• tj09hchtj09hch Posts: 14
    I've not been able to access my internet for awhile, so I'm a bit late responding to this reply, but the update applied to my '09 was TSB 10-034, according to the information received from the service manager with whom I have been dealing. They could not find a TSB on my car because it specifies 06-08s, however, I was experiencing the same difficulties. They had applied the first update when I first took the car in for IMA and engine failure. If that was a mistake on their part, whatever. It ruined the car I had been driving for 18 months, and even with the subsequent update, it is still not performing as it was in the beginning; and no, my driving habits have not changed. I'm still a little old lady and drive like one.
  • materasmateras Posts: 1
    To all HCH owners unhappy with the reccomended software update for the hybrid battery problem, there is a Facebook page to share stories, links, and try and figure out what we can do together. The name of the Facebook page is "Honda Civic Hybrid - Honda Corporation Has No Honor". Check it out, Like It, and contribute. We can post here to others and that it cathartic, or we can organize and show Honda they are creating alot of angry customers who will not buy another Honda if this is how they treat their customers.
  • gnatg1gnatg1 Posts: 2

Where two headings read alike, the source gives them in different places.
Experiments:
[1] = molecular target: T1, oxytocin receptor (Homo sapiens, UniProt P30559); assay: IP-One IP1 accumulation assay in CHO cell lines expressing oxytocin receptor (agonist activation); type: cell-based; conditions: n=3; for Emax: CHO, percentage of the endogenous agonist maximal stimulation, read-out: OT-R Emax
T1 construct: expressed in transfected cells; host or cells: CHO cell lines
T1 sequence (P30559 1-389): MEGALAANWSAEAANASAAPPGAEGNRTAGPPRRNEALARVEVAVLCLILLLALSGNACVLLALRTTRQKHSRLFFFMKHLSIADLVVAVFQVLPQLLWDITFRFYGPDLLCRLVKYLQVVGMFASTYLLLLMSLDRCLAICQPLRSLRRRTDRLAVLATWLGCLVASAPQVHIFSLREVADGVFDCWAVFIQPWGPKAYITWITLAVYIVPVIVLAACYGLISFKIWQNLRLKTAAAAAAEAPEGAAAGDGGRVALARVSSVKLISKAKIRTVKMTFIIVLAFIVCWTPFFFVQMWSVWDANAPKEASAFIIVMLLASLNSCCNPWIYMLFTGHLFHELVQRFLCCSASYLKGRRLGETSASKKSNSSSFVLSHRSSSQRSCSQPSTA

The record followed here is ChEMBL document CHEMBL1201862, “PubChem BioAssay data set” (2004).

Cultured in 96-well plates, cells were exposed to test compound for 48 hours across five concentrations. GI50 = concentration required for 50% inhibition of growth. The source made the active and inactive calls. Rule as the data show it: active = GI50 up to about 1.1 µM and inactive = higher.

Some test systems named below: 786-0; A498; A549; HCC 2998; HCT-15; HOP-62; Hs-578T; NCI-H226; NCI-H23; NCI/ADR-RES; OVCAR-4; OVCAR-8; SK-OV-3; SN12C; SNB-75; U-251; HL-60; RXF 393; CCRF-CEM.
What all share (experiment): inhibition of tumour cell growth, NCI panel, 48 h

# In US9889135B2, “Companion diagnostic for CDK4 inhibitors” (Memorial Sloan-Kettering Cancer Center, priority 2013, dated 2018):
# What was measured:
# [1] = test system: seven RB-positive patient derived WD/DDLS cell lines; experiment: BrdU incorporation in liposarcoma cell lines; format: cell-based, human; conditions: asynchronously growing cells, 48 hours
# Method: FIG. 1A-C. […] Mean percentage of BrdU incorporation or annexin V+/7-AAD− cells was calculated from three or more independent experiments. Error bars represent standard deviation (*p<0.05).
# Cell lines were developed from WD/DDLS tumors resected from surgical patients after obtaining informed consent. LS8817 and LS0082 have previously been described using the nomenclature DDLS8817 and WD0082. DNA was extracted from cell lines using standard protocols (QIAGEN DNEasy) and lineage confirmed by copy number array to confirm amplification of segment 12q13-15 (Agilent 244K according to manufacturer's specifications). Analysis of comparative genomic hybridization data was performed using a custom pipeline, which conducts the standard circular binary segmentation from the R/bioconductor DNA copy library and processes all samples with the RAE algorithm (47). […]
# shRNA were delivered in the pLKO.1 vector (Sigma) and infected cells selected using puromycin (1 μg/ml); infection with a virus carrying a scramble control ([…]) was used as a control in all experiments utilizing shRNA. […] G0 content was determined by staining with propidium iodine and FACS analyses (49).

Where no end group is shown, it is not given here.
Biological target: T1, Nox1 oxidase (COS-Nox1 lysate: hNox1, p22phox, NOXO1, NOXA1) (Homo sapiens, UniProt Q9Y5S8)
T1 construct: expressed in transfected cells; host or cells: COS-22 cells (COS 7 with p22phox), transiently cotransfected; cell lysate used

edited March 2011
    Since Honda updated software in my 2006 HCH last August, my mileage has dropped steadily. It went from an average of 35-38 mpg to 25-28 mpg. The dealer gave it a 5 mile test drive a month or so ago and claimed it reached 40.6 mpg. I do not believe them; even to suspect they may have manipulated the gauges. They examined the car and said it was operating normally -- ????? It hasn't reached 40 mpg since it was new. They tried to tell me that the drop in mileage is due to "driving habits." No way! Nothing about my driving has changed. They even had the audacity to tell me they've not had a similar complaint. (I experienced the same patronization from Honda when I had a windshield problem.) The service repair rep told me the mileage drop was probably due to the software upgrade, but the official dealership and the corporate office of Honda is denying it. I sent a letter to Honda Long Beach's manager asking that they demonstrate to me first hand in another test drive how they achieved 40 mpg. So far I haven't heard from him. I am getting some independent test drives from authorized Honda dealers and then turning it over to the NTSB. Honda just doesn't step up to the plate and admit their technical problems.
    Trying to blame this mileage issue on the driver is ridiculous!
  • ttomakattomaka Posts: 10
    Thanks, Ogre.
    I teach people how to drive their cars economically - in person - on test drives at least once per week.
    So we now have full disclosure about your work in this field. 60mpg in an HCH? Really?
    What you are doing on this thread is muddying the fact that Honda's second-generation hybrid Civic is a flop, a defective product that never performed to Honda's claimed fuel economy for the majority of its customers and has an IMA battery system that wears out prematurely.
    To worsen matters, Honda has decided not to replace the batteries until they have failed completely and has instead imposed on us owners an "update" to the IMA firmware intended to prolong the battery system's life at the additional expense of fuel economy and the vehicle's ability to accelerate and maintain sufficient speed on the highway.